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Medical bankruptcies must factor into debate

By Jeffrey Freedman
The Buffalo News

No conversation about reform of our health care system is complete unless it includes a discussion of how medical costs are driving Americans to bankruptcy court.

The first nationwide study on medical causes of bankruptcy (released June 4 by Harvard Law School, Harvard Medical School and Ohio University) found that 62.1 percent of all bankruptcies filed in 2007 were related to medical problems. This represents a 50 percent increase since 2001.

Those seeking the protection of bankruptcy due to uncovered medical expenses are typically middle class. Two-thirds of them own their homes. Three-fifths have college degrees. They are employed and have medical coverage from private insurers when the crisis hits, but by the time they are considering bankruptcy most have lost their jobs due to their illness, and have lost their medical coverage and are unable to get new private coverage.

Today, too many Americans are just one serious illness away from bankruptcy. Most health insurance policies have loopholes, copayments and deductibles that can bankrupt a family in a short time.

The study found that patients with diabetes typically pay an average of $26,971 in out-of-pocket expenses each year. The largest single expense for medically bankrupt families is a hospital stay, and prescription drugs make up the largest recurring expense at 18.6 percent of total debt. Patients often put part of these debts on their credit cards, thus accumulating large amounts of credit card debt added to the bills they owe to medical facilities.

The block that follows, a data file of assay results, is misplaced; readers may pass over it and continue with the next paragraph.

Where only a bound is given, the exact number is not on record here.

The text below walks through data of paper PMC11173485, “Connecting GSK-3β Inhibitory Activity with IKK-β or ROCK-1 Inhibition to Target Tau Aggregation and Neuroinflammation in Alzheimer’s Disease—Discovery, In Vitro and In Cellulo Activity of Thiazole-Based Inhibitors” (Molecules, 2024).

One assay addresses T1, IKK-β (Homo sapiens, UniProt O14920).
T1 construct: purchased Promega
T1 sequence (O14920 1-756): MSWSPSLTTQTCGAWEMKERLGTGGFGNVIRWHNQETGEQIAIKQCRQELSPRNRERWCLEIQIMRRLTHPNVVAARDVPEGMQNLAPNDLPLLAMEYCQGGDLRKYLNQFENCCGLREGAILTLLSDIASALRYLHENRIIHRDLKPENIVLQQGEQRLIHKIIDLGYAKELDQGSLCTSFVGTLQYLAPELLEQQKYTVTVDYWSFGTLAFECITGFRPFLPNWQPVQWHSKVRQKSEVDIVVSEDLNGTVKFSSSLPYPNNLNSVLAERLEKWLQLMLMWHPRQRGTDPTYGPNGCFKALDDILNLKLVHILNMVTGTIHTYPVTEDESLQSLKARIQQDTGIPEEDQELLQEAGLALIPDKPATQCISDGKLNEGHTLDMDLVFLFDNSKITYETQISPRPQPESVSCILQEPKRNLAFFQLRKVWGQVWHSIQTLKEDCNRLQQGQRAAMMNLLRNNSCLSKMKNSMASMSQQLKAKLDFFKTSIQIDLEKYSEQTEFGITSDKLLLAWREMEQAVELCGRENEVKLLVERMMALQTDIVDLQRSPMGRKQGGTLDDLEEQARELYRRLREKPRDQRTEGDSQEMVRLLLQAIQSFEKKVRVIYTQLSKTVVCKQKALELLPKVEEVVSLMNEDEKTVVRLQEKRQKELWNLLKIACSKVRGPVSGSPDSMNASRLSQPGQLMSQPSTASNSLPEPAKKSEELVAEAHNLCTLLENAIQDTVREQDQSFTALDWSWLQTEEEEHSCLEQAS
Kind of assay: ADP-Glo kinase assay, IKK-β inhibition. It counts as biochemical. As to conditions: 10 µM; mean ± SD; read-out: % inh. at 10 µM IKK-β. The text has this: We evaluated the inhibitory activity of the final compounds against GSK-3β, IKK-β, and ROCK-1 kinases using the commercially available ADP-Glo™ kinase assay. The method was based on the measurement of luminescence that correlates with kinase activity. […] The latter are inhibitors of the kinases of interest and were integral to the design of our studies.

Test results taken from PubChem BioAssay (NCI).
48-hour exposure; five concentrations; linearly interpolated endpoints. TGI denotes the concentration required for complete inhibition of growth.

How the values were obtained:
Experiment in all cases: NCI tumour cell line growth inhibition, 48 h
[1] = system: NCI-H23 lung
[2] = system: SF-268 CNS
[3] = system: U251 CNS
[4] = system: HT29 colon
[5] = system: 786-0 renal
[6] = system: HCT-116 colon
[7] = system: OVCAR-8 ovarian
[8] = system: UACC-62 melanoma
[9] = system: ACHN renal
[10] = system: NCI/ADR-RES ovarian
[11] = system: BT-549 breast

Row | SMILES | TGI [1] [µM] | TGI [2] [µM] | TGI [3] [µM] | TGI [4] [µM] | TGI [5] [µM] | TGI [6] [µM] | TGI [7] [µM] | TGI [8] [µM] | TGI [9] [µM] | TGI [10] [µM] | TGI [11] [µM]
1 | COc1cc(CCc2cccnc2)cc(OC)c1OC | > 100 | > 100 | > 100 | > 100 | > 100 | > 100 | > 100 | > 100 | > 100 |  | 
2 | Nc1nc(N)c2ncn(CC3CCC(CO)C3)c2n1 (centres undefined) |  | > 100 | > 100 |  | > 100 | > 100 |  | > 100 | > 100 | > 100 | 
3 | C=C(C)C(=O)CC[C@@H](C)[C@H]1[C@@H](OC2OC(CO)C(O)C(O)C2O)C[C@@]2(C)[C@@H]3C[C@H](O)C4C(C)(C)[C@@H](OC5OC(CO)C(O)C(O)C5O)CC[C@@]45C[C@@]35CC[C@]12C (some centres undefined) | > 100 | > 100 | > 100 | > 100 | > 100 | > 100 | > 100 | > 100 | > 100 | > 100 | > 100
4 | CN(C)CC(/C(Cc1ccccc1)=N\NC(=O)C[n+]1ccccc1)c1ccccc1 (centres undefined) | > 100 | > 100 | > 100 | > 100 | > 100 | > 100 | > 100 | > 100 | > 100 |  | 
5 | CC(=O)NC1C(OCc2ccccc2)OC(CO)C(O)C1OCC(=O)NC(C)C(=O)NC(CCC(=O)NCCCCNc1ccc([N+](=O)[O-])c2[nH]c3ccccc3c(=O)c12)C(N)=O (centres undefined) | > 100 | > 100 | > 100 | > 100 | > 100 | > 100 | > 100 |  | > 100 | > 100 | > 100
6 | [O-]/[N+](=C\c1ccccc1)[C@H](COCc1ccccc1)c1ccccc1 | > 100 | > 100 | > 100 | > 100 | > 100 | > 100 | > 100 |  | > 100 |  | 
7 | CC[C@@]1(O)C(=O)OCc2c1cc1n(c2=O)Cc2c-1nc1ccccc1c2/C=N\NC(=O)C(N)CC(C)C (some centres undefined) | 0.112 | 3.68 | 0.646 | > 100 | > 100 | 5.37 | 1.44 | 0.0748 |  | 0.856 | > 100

The number of patients who don’t take all of their prescribed medications because they cannot afford the drugs is also growing. In the long run, this noncompliance costs all of us more.

As the saying goes, “ignore your health and it will go away.” Untreated medical conditions don’t get better, they get worse and more expensive to treat.

Bankruptcies are on the rise. Nationwide, bankruptcies for the first quarter of 2009 were up 35 percent over the same period last year.

The executive director of the American Bankruptcy Institute, Samuel J. Gerdano, predicts this year more than 1 million bankruptcies will be filed.

For most families the decision to file bankruptcy is a difficult choice, but it offers a fresh start — a ray of hope — when medical debts become overwhelming. Health care costs should be the last thing that drives people to our bankruptcy courts, not one of the first.

When it comes to reform of our health care system there’s a lot to talk about. As we continue the debate let’s not forget the hundreds of thousands of people who have been forced into bankruptcy due to the inefficiencies of our health system and the exorbitant costs of uncovered medical expenses.